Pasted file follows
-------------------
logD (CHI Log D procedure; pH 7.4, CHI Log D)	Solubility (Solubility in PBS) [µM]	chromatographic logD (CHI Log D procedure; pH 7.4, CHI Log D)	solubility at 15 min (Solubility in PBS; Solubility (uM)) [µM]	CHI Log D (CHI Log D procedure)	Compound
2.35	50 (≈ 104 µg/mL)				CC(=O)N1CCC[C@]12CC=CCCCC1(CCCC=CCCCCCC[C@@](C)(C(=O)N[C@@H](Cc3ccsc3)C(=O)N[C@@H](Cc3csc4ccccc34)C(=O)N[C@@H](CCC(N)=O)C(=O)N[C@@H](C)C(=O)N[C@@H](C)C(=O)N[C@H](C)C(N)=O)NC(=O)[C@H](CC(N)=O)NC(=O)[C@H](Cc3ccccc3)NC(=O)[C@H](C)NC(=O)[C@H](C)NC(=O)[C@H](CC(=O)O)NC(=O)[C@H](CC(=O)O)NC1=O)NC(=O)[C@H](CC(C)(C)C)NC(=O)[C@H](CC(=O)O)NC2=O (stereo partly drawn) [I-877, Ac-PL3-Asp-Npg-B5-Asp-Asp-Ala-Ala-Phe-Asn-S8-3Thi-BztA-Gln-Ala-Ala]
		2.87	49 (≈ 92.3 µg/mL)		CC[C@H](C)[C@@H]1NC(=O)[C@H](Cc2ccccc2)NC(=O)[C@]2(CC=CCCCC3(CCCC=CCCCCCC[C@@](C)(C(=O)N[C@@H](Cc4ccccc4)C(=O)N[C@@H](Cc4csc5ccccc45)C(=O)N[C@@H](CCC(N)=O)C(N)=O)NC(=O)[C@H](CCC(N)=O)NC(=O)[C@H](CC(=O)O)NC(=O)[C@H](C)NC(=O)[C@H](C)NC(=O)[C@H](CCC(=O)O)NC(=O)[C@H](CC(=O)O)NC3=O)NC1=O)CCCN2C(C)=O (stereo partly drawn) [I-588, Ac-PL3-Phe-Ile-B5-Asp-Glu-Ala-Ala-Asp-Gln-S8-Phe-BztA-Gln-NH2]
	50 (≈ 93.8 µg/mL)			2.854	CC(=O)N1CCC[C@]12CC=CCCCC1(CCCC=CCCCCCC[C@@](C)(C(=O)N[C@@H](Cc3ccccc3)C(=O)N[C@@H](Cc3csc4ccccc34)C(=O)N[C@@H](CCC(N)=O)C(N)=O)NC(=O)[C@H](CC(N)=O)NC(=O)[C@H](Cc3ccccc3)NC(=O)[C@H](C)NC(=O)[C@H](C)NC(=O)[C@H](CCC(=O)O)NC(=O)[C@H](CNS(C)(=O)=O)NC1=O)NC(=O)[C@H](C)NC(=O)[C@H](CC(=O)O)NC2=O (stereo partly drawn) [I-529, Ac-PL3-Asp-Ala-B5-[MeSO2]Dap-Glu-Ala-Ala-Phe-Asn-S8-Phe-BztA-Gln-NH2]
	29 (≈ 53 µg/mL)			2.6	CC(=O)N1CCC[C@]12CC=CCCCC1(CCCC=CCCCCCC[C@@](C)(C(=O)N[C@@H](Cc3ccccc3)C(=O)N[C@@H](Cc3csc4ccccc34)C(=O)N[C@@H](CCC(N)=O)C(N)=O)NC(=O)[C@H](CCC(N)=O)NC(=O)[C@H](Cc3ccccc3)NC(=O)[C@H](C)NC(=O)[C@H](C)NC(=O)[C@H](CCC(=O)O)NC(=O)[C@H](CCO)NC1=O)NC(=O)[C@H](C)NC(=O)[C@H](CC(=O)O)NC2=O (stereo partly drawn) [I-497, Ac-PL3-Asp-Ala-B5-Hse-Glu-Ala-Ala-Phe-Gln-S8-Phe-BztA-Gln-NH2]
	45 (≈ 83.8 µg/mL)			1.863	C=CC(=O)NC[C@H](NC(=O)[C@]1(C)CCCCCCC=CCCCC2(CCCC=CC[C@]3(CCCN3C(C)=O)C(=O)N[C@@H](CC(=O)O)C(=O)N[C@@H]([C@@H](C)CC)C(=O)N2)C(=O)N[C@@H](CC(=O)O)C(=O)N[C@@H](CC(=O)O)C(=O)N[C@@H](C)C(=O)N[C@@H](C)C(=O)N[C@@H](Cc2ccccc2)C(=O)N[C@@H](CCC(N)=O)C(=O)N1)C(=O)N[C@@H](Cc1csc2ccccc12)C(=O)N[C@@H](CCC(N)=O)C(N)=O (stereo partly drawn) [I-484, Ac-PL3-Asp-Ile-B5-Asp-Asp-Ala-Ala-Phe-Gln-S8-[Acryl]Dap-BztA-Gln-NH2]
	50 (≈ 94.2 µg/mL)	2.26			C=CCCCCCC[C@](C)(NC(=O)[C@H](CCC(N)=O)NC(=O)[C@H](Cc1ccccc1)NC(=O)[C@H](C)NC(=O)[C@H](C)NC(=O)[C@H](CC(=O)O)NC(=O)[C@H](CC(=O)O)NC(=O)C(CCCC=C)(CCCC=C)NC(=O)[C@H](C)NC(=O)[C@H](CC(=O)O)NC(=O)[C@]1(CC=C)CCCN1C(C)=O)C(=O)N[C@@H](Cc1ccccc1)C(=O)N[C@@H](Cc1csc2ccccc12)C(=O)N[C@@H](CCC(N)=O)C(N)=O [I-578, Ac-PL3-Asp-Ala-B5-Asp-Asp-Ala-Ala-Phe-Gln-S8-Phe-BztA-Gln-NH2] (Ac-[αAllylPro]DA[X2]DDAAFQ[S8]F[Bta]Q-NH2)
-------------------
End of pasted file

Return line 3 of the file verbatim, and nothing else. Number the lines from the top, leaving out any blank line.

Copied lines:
		2.87	49 (≈ 92.3 µg/mL)		CC[C@H](C)[C@@H]1NC(=O)[C@H](Cc2ccccc2)NC(=O)[C@]2(CC=CCCCC3(CCCC=CCCCCCC[C@@](C)(C(=O)N[C@@H](Cc4ccccc4)C(=O)N[C@@H](Cc4csc5ccccc45)C(=O)N[C@@H](CCC(N)=O)C(N)=O)NC(=O)[C@H](CCC(N)=O)NC(=O)[C@H](CC(=O)O)NC(=O)[C@H](C)NC(=O)[C@H](C)NC(=O)[C@H](CCC(=O)O)NC(=O)[C@H](CC(=O)O)NC3=O)NC1=O)CCCN2C(C)=O (stereo partly drawn) [I-588, Ac-PL3-Phe-Ile-B5-Asp-Glu-Ala-Ala-Asp-Gln-S8-Phe-BztA-Gln-NH2]